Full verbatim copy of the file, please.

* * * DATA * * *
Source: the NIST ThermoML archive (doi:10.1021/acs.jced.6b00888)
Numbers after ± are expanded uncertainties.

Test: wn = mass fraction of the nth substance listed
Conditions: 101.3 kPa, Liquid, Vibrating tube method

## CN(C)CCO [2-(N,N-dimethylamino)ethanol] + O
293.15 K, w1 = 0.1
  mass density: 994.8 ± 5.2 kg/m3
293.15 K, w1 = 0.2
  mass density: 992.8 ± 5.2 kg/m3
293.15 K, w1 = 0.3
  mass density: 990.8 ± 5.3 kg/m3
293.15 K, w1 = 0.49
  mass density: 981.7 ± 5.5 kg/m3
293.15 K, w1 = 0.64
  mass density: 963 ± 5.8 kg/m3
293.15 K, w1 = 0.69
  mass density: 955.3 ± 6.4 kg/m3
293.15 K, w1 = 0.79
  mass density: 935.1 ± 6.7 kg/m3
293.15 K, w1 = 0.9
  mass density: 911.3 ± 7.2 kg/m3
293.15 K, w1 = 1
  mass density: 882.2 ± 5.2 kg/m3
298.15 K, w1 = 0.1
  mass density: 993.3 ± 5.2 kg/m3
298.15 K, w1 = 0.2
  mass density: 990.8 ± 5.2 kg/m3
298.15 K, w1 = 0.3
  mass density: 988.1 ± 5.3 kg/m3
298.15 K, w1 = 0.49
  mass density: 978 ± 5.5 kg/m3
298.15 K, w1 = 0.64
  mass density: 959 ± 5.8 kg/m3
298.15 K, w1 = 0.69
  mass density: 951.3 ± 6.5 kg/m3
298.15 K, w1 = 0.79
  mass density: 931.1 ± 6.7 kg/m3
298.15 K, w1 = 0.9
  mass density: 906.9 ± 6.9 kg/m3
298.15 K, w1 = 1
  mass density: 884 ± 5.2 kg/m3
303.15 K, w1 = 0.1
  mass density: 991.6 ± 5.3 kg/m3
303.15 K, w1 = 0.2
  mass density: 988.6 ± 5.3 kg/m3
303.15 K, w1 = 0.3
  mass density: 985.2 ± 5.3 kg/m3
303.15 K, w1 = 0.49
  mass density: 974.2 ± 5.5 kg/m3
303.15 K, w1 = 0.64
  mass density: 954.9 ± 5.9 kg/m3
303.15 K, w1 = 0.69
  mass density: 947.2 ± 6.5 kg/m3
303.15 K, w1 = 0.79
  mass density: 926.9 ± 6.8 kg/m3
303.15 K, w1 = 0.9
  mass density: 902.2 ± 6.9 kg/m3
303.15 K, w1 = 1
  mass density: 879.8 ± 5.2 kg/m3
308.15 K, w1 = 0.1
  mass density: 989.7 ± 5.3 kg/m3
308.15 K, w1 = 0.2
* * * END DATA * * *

Source: the NIST ThermoML archive (doi:10.1021/acs.jced.6b00888)
Numbers after ± are expanded uncertainties.

Test: wn = mass fraction of the nth substance listed
Conditions: 101.3 kPa, Liquid, Vibrating tube method

## CN(C)CCO [2-(N,N-dimethylamino)ethanol] + O
293.15 K, w1 = 0.1
  mass density: 994.8 ± 5.2 kg/m3
293.15 K, w1 = 0.2
  mass density: 992.8 ± 5.2 kg/m3
293.15 K, w1 = 0.3
  mass density: 990.8 ± 5.3 kg/m3
293.15 K, w1 = 0.49
  mass density: 981.7 ± 5.5 kg/m3
293.15 K, w1 = 0.64
  mass density: 963 ± 5.8 kg/m3
293.15 K, w1 = 0.69
  mass density: 955.3 ± 6.4 kg/m3
293.15 K, w1 = 0.79
  mass density: 935.1 ± 6.7 kg/m3
293.15 K, w1 = 0.9
  mass density: 911.3 ± 7.2 kg/m3
293.15 K, w1 = 1
  mass density: 882.2 ± 5.2 kg/m3
298.15 K, w1 = 0.1
  mass density: 993.3 ± 5.2 kg/m3
298.15 K, w1 = 0.2
  mass density: 990.8 ± 5.2 kg/m3
298.15 K, w1 = 0.3
  mass density: 988.1 ± 5.3 kg/m3
298.15 K, w1 = 0.49
  mass density: 978 ± 5.5 kg/m3
298.15 K, w1 = 0.64
  mass density: 959 ± 5.8 kg/m3
298.15 K, w1 = 0.69
  mass density: 951.3 ± 6.5 kg/m3
298.15 K, w1 = 0.79
  mass density: 931.1 ± 6.7 kg/m3
298.15 K, w1 = 0.9
  mass density: 906.9 ± 6.9 kg/m3
298.15 K, w1 = 1
  mass density: 884 ± 5.2 kg/m3
303.15 K, w1 = 0.1
  mass density: 991.6 ± 5.3 kg/m3
303.15 K, w1 = 0.2
  mass density: 988.6 ± 5.3 kg/m3
303.15 K, w1 = 0.3
  mass density: 985.2 ± 5.3 kg/m3
303.15 K, w1 = 0.49
  mass density: 974.2 ± 5.5 kg/m3
303.15 K, w1 = 0.64
  mass density: 954.9 ± 5.9 kg/m3
303.15 K, w1 = 0.69
  mass density: 947.2 ± 6.5 kg/m3
303.15 K, w1 = 0.79
  mass density: 926.9 ± 6.8 kg/m3
303.15 K, w1 = 0.9
  mass density: 902.2 ± 6.9 kg/m3
303.15 K, w1 = 1
  mass density: 879.8 ± 5.2 kg/m3
308.15 K, w1 = 0.1
  mass density: 989.7 ± 5.3 kg/m3
308.15 K, w1 = 0.2